From snow to sunstroke: What’s a grower to do?

  • Posted: Friday, April 12, 2013 12:55 a.m.
Roses can suffer from rosette disease, never producing any blooms. Infected plants must be removed.
Roses can suffer from rosette disease, never producing any blooms. Infected plants must be removed.

SALISBURY — It was snow and sleet last week and this week it has felt like a heat wave. Whatever the weather may bring, many people are forging ahead with their outdoor projects. Below are questions from earlier this week.

Question: I have a hydrangea that doesn’t bloom. It bloomed the first few years after I planted it, but it hasn’t bloomed at all the last few years. What could be the problem and how may I correct it?

Answer: Your hydrangea is planted in deep shade (learned from conversation). The shrub needs sun in the morning hours and filtered light or shade in the afternoon. Adding phosphorus fertilizer will also increase the blooms as this element supports bloom production. Move the plant to a different location.

Question: Last year some of my rose bushes had thorny growths on the tips and never produced flowers. What can I do to make my roses bloom again?

Answer: Your rose may be infected with an untreatable virus called rosette. It is a disease vectored by mites. Roses will often display reddened terminal growth that is thicker with many thorns. The virus may also resemble 2,4-D damage. Remove the diseased rose and space your plants so they don’t touch each other.

Question: My daughter wants to plant some tomato plants but she wants to top them so they will get busy and not get tall. Can you top tomato plants?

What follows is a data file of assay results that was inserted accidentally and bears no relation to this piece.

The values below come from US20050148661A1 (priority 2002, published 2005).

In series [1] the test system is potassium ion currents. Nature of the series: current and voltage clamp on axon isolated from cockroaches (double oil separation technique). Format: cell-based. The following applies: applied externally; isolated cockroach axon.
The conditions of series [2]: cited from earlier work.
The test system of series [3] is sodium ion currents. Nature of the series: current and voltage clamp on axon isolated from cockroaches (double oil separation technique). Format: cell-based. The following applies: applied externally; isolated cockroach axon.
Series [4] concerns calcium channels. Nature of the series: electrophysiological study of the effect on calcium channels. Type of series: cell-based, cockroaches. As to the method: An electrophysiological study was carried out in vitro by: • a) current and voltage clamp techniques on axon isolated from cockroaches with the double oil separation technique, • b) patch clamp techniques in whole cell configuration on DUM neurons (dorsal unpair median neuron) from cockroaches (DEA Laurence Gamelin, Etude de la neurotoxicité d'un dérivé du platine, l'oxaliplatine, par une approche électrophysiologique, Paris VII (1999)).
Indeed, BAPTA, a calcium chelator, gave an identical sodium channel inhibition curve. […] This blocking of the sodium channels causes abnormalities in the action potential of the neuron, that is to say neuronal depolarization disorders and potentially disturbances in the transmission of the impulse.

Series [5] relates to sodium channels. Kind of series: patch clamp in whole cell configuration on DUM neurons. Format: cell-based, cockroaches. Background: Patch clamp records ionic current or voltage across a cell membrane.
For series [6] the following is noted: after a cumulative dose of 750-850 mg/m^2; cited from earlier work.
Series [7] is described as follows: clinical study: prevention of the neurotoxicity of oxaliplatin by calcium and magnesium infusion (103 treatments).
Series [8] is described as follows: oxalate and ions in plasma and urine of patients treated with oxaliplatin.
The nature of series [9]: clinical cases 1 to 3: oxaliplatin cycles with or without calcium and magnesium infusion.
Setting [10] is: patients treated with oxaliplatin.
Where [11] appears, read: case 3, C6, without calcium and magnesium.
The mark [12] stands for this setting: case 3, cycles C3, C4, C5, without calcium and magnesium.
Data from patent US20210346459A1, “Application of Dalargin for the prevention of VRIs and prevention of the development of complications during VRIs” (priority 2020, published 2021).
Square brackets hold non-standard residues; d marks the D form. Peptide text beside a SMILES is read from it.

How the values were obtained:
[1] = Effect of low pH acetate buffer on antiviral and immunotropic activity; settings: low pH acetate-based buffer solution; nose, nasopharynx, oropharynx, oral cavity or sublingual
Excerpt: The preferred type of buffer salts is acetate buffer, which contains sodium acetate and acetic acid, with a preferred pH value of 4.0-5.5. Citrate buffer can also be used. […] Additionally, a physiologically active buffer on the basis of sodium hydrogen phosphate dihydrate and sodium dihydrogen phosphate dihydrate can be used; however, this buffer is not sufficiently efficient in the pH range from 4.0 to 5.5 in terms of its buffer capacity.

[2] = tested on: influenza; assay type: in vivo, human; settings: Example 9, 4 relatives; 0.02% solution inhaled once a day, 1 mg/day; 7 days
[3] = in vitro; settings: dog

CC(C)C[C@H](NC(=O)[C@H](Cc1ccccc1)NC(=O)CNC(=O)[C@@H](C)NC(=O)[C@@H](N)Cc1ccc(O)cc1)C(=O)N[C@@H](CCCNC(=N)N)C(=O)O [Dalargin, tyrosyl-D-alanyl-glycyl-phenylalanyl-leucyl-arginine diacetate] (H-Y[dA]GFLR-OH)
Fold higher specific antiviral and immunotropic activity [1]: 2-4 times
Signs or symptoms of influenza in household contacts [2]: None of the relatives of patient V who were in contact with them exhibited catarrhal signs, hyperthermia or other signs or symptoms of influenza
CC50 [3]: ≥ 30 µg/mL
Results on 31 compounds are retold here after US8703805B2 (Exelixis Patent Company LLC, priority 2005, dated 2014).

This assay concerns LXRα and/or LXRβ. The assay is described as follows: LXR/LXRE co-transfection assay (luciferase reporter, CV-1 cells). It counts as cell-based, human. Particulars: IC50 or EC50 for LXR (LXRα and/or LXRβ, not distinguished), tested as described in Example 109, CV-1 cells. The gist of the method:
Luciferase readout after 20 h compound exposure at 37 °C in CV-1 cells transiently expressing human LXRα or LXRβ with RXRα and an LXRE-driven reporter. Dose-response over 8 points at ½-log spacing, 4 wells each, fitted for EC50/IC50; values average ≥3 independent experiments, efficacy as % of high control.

Answer: I have seen greenhouse tomatoes topped, but generally you do not top tomato plants. There are two different tomato types: determinant tomatoes which reach a certain height (bushy type) and then stop growing or indeterminate tomatoes which seemingly grow as a vine all summer. New bush type cultivars are available for containers and raised beds for gardeners.

Question: My redbud tree is declining and looks like it may be dying. Do these trees have a disease problem?

Answer: Native redbuds are not what I would consider a long-lived tree like an oak or maple. However, they generally are easy to grow, being a legume, and have few pest problems.

Question: I pruned my muscadine grapes back this past week and they are bleeding badly. Will the grape vines die from excessive bleeding?

Answer: Grape vines bleed furiously the first few days after pruning. They generally heal over with no detrimental effect to the vine.

Darrell Blackwelder is the county extension director with horticulture responsibilities with the North Carolina Cooperative Extension Service in Rowan County. Learn more about Cooperative Extension events and activities by calling 704-216-8970, Facebook or online at

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